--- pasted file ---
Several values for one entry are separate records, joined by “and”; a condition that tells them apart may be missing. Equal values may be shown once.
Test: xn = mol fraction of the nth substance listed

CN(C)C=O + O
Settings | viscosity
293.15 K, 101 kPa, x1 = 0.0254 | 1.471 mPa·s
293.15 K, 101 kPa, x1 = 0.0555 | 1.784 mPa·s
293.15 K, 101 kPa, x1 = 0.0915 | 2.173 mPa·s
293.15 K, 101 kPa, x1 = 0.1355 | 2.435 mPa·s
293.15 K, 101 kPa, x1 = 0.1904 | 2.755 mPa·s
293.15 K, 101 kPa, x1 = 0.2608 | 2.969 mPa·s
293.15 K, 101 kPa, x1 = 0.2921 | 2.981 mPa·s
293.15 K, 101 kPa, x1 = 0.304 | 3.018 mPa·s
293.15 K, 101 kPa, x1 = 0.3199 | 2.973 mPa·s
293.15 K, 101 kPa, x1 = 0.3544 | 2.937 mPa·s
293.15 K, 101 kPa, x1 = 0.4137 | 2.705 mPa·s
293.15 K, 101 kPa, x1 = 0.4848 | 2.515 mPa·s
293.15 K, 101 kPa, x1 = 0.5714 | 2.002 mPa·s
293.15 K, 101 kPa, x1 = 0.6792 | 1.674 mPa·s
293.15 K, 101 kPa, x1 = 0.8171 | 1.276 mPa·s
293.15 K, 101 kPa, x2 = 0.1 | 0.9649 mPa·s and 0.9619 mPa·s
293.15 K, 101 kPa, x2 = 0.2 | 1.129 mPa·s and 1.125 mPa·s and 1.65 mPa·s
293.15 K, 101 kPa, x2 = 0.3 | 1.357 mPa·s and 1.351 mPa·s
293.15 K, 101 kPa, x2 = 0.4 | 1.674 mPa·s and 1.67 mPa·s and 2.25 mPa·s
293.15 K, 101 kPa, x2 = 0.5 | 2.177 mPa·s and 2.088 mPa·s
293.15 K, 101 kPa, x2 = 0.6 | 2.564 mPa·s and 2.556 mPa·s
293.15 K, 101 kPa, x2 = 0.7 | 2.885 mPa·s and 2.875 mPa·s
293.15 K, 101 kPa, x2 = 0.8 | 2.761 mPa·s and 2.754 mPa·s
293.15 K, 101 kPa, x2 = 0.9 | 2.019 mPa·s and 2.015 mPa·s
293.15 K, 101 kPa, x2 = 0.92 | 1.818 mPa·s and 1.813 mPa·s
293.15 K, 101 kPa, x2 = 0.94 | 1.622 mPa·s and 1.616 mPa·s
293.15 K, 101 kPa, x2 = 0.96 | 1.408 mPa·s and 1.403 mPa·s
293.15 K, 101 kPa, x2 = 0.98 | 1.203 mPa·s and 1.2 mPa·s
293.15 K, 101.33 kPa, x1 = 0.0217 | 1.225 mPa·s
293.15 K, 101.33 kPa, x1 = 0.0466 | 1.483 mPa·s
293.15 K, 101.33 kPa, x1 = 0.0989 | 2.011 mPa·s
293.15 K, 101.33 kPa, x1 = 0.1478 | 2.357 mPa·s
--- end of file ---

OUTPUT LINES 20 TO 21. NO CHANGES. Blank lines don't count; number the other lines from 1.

293.15 K, 101 kPa, x2 = 0.1 | 0.9649 mPa·s and 0.9619 mPa·s
293.15 K, 101 kPa, x2 = 0.2 | 1.129 mPa·s and 1.125 mPa·s and 1.65 mPa·s